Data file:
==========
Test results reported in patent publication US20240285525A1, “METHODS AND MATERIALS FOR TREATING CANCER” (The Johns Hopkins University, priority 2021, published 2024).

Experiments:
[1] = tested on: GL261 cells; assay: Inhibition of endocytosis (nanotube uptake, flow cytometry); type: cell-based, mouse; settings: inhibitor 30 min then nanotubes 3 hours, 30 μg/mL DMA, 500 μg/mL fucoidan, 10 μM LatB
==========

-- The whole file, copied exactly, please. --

Test results reported in patent publication US20240285525A1, “METHODS AND MATERIALS FOR TREATING CANCER” (The Johns Hopkins University, priority 2021, published 2024).

Experiments:
[1] = tested on: GL261 cells; assay: Inhibition of endocytosis (nanotube uptake, flow cytometry); type: cell-based, mouse; settings: inhibitor 30 min then nanotubes 3 hours, 30 μg/mL DMA, 500 μg/mL fucoidan, 10 μM LatB